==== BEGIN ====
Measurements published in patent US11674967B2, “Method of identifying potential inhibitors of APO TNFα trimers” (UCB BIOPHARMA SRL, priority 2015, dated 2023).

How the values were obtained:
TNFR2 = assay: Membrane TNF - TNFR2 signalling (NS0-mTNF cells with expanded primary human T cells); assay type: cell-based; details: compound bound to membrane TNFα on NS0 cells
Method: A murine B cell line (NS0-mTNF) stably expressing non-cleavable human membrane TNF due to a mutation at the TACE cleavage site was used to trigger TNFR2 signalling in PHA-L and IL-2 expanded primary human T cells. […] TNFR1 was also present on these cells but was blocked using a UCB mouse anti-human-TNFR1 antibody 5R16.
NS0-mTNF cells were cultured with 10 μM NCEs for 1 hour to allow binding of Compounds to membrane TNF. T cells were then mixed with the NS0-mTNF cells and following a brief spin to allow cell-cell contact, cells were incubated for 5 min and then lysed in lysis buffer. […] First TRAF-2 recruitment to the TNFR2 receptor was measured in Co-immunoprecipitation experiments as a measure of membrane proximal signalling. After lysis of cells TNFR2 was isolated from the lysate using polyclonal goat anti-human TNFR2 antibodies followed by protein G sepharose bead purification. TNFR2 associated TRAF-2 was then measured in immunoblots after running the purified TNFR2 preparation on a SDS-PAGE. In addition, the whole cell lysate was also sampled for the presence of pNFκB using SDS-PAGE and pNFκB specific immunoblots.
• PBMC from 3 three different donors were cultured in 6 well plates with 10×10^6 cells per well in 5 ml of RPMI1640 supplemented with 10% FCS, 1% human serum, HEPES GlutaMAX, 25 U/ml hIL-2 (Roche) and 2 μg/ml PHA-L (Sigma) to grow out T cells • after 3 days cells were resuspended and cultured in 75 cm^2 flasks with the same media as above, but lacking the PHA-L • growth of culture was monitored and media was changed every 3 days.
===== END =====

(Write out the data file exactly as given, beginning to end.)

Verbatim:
Measurements published in patent US11674967B2, “Method of identifying potential inhibitors of APO TNFα trimers” (UCB BIOPHARMA SRL, priority 2015, dated 2023).

How the values were obtained:
TNFR2 = assay: Membrane TNF - TNFR2 signalling (NS0-mTNF cells with expanded primary human T cells); assay type: cell-based; details: compound bound to membrane TNFα on NS0 cells
Method: A murine B cell line (NS0-mTNF) stably expressing non-cleavable human membrane TNF due to a mutation at the TACE cleavage site was used to trigger TNFR2 signalling in PHA-L and IL-2 expanded primary human T cells. […] TNFR1 was also present on these cells but was blocked using a UCB mouse anti-human-TNFR1 antibody 5R16.
NS0-mTNF cells were cultured with 10 μM NCEs for 1 hour to allow binding of Compounds to membrane TNF. T cells were then mixed with the NS0-mTNF cells and following a brief spin to allow cell-cell contact, cells were incubated for 5 min and then lysed in lysis buffer. […] First TRAF-2 recruitment to the TNFR2 receptor was measured in Co-immunoprecipitation experiments as a measure of membrane proximal signalling. After lysis of cells TNFR2 was isolated from the lysate using polyclonal goat anti-human TNFR2 antibodies followed by protein G sepharose bead purification. TNFR2 associated TRAF-2 was then measured in immunoblots after running the purified TNFR2 preparation on a SDS-PAGE. In addition, the whole cell lysate was also sampled for the presence of pNFκB using SDS-PAGE and pNFκB specific immunoblots.
• PBMC from 3 three different donors were cultured in 6 well plates with 10×10^6 cells per well in 5 ml of RPMI1640 supplemented with 10% FCS, 1% human serum, HEPES GlutaMAX, 25 U/ml hIL-2 (Roche) and 2 μg/ml PHA-L (Sigma) to grow out T cells • after 3 days cells were resuspended and cultured in 75 cm^2 flasks with the same media as above, but lacking the PHA-L • growth of culture was monitored and media was changed every 3 days.